Assembly Passes Bill Package to Bolster New York Small Businesses

March 9, 2009

Assemblywoman Addie J. Russell (D-Theresa) announced the Assembly passed a package of bills designed to help small businesses thrive in New York State while making it easier for women to own businesses.

“Small businesses are the backbone of the state’s economy – they are at the heart of innovation and new technology, and they play a vital role in keeping our state running. In these tough economic times we must be taking every approach to create jobs,” Addie said. “The success of small businesses is absolutely vital to the success and vibrancy of the North Country economy.”

According to federal census data, small businesses are the source of up to 80 percent of all new jobs in the U.S.

Specifically, the Assembly’s legislation:

  • makes it easier for small businesses to receive loans through the Small Business Regional Revolving Loan Program (A.3384);
  • establishes a competitive grant program for small businesses to seek new markets and niche products and work with small manufacturers to identify and develop these markets and products (A.4550);
  • provides zero- or low-interest loans for energy efficiency projects, further allowing small businesses to grow and create new jobs (A.3945); and
  • provides start-up and expansion funding for not-for-profit sponsors of small-scale food-processing facilities to foster entrepreneurship, job development and community revitalization, while also improving local farm sustainability by providing an outlet for farmers to sell their products (A.4166).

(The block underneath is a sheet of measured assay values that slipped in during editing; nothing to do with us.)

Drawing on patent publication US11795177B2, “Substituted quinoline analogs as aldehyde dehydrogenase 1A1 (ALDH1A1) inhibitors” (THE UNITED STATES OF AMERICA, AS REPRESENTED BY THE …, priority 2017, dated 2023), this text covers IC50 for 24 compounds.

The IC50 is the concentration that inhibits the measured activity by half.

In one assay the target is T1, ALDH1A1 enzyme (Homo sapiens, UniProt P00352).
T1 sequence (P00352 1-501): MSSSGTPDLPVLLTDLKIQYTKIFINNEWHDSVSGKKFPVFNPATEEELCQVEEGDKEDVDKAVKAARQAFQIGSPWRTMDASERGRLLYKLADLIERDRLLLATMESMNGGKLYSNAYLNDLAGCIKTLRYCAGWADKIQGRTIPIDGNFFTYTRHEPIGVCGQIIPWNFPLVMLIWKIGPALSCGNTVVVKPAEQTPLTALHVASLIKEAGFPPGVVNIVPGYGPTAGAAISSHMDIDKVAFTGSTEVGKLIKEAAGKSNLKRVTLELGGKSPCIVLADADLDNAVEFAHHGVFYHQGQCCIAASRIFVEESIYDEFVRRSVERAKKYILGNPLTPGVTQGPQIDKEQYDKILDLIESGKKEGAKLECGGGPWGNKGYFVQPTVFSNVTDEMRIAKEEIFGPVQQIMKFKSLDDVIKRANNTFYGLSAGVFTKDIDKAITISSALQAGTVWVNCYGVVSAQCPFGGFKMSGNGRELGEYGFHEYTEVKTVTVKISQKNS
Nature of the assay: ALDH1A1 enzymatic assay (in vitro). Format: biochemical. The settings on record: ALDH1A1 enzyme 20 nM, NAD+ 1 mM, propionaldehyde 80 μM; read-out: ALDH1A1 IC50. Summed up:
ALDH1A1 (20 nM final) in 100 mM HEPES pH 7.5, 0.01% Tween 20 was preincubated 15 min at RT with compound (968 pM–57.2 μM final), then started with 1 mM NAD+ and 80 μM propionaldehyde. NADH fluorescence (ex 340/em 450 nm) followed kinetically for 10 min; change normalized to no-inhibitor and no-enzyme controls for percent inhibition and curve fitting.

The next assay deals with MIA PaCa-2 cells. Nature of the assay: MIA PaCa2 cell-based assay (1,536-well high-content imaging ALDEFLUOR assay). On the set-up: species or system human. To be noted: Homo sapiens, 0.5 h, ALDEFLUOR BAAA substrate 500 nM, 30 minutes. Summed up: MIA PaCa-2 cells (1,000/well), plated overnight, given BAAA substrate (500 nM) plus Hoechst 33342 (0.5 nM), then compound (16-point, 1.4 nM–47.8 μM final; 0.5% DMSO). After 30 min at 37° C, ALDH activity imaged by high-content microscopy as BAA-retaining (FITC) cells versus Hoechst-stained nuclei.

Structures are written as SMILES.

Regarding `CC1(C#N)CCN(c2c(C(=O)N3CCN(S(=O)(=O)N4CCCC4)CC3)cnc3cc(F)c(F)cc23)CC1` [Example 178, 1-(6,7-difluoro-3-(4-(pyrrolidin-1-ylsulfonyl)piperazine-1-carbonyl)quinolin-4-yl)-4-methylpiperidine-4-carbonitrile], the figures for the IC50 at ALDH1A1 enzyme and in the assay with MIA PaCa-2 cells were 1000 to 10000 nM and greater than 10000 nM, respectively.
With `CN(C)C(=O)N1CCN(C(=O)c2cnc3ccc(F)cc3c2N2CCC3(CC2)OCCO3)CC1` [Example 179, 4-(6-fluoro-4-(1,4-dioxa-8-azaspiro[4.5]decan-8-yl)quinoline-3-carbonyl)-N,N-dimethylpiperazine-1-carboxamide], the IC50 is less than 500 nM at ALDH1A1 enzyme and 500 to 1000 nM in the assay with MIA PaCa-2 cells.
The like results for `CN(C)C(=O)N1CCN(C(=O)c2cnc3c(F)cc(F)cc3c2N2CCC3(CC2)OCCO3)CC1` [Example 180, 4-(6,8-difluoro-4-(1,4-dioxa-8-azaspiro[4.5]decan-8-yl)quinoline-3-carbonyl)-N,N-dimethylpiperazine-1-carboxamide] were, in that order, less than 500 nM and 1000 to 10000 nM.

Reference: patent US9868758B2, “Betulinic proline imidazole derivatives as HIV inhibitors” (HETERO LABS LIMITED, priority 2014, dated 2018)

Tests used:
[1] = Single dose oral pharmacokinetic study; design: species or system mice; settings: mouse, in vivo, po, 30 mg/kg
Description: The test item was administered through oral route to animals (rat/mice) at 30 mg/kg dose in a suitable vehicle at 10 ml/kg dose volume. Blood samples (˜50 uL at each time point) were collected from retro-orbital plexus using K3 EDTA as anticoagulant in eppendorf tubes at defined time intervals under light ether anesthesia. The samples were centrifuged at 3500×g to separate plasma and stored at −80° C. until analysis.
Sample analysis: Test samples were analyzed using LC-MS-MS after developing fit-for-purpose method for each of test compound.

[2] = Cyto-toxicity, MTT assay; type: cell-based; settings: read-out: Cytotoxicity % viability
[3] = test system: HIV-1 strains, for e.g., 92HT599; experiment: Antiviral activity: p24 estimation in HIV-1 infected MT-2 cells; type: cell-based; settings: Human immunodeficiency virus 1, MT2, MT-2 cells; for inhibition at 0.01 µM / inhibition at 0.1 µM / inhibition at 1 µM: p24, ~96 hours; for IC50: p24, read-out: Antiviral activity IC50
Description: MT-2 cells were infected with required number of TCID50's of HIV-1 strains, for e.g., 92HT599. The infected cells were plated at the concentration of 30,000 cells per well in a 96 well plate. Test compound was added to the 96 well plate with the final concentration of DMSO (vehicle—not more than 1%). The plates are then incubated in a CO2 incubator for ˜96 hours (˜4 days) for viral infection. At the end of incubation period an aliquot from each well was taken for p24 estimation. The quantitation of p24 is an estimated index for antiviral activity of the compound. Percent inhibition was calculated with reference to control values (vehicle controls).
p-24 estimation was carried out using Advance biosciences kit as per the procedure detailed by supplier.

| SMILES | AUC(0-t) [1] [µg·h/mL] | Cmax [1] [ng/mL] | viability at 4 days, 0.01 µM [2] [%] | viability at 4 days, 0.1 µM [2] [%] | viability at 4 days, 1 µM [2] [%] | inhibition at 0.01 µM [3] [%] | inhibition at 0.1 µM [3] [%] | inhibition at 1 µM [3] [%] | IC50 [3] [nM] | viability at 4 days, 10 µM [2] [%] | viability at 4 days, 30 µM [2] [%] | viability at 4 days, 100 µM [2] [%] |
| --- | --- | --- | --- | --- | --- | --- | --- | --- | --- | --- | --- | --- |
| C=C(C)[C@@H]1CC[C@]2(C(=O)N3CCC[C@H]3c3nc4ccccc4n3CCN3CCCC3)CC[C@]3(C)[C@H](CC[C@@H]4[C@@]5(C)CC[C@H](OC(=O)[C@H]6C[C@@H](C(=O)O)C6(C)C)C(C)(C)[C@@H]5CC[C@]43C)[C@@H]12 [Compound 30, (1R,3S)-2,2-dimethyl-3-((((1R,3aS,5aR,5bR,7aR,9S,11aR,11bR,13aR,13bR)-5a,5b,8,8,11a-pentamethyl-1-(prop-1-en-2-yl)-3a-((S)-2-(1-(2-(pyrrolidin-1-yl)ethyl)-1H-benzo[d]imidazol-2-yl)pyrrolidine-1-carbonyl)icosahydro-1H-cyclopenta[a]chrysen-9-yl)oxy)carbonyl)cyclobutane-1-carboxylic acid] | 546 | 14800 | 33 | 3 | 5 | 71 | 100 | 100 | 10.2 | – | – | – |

“The North Country’s niche markets have proven to be an extremely successful means of economic development” Addie added. “Our handmade wood products, textiles and pottery, cheeses, pasta, maple products, and local wine create many local jobs while providing a tourism draw. With funding spread thin, we must look at what works and invest wisely. Our niche markets have been extremely successful and with this additional help we can help these markets prosper.”

Some of the bills devoted to small-business legislation are designed to aid women-owned businesses, in particular. The legislation:

  • establishes entrepreneurship assistance centers, primarily for women, individuals with disabilities and dislocated workers (A.4459); and
  • improves outreach efforts of the Department of Economic Development’s divisions for Small Business and Women’s Business Development (A.4097).

Addie said these bills will provide women who own small businesses access to vital financial support they would otherwise not be eligible for – or would have trouble obtaining.

“Large corporations have had better access to state and federal benefits, while smaller companies have been overlooked,” Addie said. “Small businesses and new entrepreneurs deserve the same opportunities to succeed that larger companies enjoy, and this kind of assistance – especially in the current economic climate – will help get small businesses up and running, creating and expanding the jobs we need right here at home.”